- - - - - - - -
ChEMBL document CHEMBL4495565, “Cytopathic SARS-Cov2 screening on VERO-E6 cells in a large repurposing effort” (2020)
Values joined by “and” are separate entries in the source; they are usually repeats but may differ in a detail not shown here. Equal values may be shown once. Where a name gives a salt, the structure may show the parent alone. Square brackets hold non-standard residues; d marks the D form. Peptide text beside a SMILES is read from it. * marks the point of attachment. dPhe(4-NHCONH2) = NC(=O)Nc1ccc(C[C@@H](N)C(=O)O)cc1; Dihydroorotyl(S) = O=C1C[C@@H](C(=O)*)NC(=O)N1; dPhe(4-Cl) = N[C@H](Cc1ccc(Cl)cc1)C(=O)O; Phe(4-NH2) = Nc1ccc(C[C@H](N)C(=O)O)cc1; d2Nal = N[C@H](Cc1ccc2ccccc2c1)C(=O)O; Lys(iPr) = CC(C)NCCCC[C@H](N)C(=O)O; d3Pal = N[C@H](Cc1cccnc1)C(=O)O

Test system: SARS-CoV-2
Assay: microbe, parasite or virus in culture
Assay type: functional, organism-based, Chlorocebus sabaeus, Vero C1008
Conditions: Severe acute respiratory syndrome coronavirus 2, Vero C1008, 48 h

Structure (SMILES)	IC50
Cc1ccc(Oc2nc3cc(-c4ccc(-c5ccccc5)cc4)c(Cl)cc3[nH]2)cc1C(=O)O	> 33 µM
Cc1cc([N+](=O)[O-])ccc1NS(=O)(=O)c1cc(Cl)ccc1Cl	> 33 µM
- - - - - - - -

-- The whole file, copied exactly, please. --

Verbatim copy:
ChEMBL document CHEMBL4495565, “Cytopathic SARS-Cov2 screening on VERO-E6 cells in a large repurposing effort” (2020)
Values joined by “and” are separate entries in the source; they are usually repeats but may differ in a detail not shown here. Equal values may be shown once. Where a name gives a salt, the structure may show the parent alone. Square brackets hold non-standard residues; d marks the D form. Peptide text beside a SMILES is read from it. * marks the point of attachment. dPhe(4-NHCONH2) = NC(=O)Nc1ccc(C[C@@H](N)C(=O)O)cc1; Dihydroorotyl(S) = O=C1C[C@@H](C(=O)*)NC(=O)N1; dPhe(4-Cl) = N[C@H](Cc1ccc(Cl)cc1)C(=O)O; Phe(4-NH2) = Nc1ccc(C[C@H](N)C(=O)O)cc1; d2Nal = N[C@H](Cc1ccc2ccccc2c1)C(=O)O; Lys(iPr) = CC(C)NCCCC[C@H](N)C(=O)O; d3Pal = N[C@H](Cc1cccnc1)C(=O)O

Test system: SARS-CoV-2
Assay: microbe, parasite or virus in culture
Assay type: functional, organism-based, Chlorocebus sabaeus, Vero C1008
Conditions: Severe acute respiratory syndrome coronavirus 2, Vero C1008, 48 h

Structure (SMILES)	IC50
Cc1ccc(Oc2nc3cc(-c4ccc(-c5ccccc5)cc4)c(Cl)cc3[nH]2)cc1C(=O)O	> 33 µM
Cc1cc([N+](=O)[O-])ccc1NS(=O)(=O)c1cc(Cl)ccc1Cl	> 33 µM